Please, no selfies at this dangerous, earthquake-ravaged road, Alaska troopers advise

People walk along Vine Road in Wasilla, Alaska, after an earthquake on Nov. 30, 2018. State troopers have now warned locals not to take selfies or explore the unsafe stretch of road.
People walk along Vine Road in Wasilla, Alaska, after an earthquake on Nov. 30, 2018. State troopers have now warned locals not to take selfies or explore the unsafe stretch of road. AP

Following the massive earthquake in Alaska last week, state troopers have issued a quintessentially 2018 piece of advice: Please, don’t take selfies at this buckling, unsafe and earthquake-ravaged stretch of road.

Vine Road near Wasilla — or what’s left of it — has provided the world some of the most staggering images of the damage left by the 7.0-magnitude quake that rocked the Anchorage area on Friday. Pictures on the ground show the road’s asphalt completely shattered, jutting this way and that like giant pieces of a broken plate. Aerial photos show the fissures from above and make it clear just how much the earthquake altered the landscape on either side of the roadway.

But Alaskans should avoid the road altogether because “unstable ground may put the public at risk, particularly if aftershocks cause additional movement,” Alaska state troopers said Monday in a department of public safety advisory.

Troopers acknowledged that the picture-taking impulse is strong.

“While it’s tempting to take selfies and explore, doing so is unsafe and inhibits the ability of officials to address the situation,” troopers wrote in the advisory. “Construction work has begun, and heavy equipment is being brought into the area to facilitate repairs.”

Selfies have led to disaster before: Earlier this year in California, multiple people in separate incidents fell to their deaths at Yosemite National Park during photos gone wrong, the Fresno Bee reported.

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Large crowds have already congregated at the impassible roadway near Wasilla to get pictures and see it for themselves before it’s repaired, KTVA reports.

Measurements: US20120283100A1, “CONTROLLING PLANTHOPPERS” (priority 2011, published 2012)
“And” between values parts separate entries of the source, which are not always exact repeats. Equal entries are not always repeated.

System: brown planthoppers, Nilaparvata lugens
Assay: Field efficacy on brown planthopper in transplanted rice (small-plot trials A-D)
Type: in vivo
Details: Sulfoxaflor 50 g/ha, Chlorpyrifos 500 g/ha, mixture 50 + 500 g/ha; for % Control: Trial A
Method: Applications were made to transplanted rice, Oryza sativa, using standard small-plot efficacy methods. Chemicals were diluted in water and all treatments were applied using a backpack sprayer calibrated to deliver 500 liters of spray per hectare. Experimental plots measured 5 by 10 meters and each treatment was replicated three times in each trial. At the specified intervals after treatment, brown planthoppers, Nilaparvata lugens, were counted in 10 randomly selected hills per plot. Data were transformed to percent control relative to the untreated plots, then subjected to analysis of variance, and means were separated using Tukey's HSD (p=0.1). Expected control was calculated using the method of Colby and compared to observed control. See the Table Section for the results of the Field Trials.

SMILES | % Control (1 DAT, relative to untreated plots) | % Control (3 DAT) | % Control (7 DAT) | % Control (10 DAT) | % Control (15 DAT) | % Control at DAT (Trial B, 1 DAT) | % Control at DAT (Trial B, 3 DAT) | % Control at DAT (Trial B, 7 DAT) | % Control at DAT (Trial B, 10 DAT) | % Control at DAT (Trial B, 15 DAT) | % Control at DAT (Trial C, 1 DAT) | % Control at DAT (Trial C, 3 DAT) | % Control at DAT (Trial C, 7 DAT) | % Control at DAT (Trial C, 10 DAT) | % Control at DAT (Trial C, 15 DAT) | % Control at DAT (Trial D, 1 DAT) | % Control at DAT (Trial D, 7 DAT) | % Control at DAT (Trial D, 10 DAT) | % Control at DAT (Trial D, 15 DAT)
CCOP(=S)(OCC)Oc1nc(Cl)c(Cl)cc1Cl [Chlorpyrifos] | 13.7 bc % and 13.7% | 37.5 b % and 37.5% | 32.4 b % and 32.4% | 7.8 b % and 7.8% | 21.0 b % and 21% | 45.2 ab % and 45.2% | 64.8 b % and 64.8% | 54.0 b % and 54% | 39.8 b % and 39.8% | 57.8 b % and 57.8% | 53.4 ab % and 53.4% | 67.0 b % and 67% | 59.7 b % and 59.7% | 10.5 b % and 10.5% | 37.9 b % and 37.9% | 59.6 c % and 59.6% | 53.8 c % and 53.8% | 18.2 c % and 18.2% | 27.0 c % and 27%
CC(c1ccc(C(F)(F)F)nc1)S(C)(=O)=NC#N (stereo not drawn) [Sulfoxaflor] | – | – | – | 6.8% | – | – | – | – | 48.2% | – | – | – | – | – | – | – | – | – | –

“This is an event and we survived it,” said GiGi Lemieux, a Vine Road onlooker, according to the TV station. “So, I had to come here with my camera and document.”

A phenomenon called “slope failure” is what doomed many Alaska roads during the quake, as the once-solid hills beneath the roads gave way. In some places, Vine Road fell as much as 20 feet, KTVA reported.

Joe Fedewa, a 63-year-old retired carpenter, was driving on that stretch around 8 a.m. local time when the quake hit, destroying the road beneath him, the Anchorage Daily News reports. But at first Fedewa thought he’d just hit a patch of ice, so he kept driving, he said.

“A couple seconds later it hit really hard,” Fedewa said, according to the Daily News. “It felt like the wheels coming off.”

Fedewa’s airbag deployed, and he suddenly saw a black cliff as tall as 6 feet in front of him.

“Then I knew it was an earthquake,” Fedewa said, according to the Daily News.

The Washington Post called the damage at Vine Road the most “photogenic” example of slope failure. Based on the number of pictures shared of the road, amateur and professional photographers agreed.

“The roadway looked like pieces of a puzzle,” photographer Marc Lester wrote for TIME, describing how he flew over Vine Road to capture the devastation for the Anchorage Daily News. “The light snow cover helped the cracks in the earth stand out and tell the story.”

Others used drones to capture remarkable images of the slope failure.

Fedewa’s car got towed off the destroyed portion of Vine Road, the Daily News reports, and he plans to sell it: “I’m gonna put it on an ad with a picture of it on Vine Road. This is the world-famous Buick.”

An earthquake shook Anchorage, Alaska, and the surrounding region on the morning of November 30, registering magnitude 7. This footage is described as showing damage to a road near Ted Stevens Anchorage International Airport.

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